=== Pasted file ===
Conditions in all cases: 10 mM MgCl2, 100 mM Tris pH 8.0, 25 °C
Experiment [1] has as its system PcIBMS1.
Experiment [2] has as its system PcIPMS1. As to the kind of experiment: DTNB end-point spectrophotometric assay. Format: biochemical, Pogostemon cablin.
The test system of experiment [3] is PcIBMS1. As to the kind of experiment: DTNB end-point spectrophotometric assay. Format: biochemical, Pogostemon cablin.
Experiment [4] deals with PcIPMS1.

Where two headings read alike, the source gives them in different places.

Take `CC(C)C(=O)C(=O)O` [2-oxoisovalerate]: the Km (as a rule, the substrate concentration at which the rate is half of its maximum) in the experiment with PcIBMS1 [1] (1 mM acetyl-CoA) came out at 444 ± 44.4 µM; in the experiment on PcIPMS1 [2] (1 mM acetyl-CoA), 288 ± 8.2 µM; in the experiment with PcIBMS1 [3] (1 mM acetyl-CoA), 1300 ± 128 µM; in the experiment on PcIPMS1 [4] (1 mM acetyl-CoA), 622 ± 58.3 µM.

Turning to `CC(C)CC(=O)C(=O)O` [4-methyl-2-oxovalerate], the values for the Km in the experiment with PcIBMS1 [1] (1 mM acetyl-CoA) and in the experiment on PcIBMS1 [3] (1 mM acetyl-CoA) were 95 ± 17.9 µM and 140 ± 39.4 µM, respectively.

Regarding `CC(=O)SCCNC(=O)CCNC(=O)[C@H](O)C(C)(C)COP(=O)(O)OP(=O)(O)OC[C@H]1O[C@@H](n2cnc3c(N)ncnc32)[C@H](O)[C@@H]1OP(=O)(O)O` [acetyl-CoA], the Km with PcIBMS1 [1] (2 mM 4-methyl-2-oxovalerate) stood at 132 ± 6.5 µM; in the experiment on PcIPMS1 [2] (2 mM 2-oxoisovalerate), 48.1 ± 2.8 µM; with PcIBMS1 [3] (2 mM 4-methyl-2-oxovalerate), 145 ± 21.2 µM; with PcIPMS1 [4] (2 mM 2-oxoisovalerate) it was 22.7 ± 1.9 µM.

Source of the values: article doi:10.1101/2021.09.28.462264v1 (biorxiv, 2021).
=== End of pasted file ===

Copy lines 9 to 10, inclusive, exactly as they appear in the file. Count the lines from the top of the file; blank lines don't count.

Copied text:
Regarding `CC(=O)SCCNC(=O)CCNC(=O)[C@H](O)C(C)(C)COP(=O)(O)OP(=O)(O)OC[C@H]1O[C@@H](n2cnc3c(N)ncnc32)[C@H](O)[C@@H]1OP(=O)(O)O` [acetyl-CoA], the Km with PcIBMS1 [1] (2 mM 4-methyl-2-oxovalerate) stood at 132 ± 6.5 µM; in the experiment on PcIPMS1 [2] (2 mM 2-oxoisovalerate), 48.1 ± 2.8 µM; with PcIBMS1 [3] (2 mM 4-methyl-2-oxovalerate), 145 ± 21.2 µM; with PcIPMS1 [4] (2 mM 2-oxoisovalerate) it was 22.7 ± 1.9 µM.

Source of the values: article doi:10.1101/2021.09.28.462264v1 (biorxiv, 2021).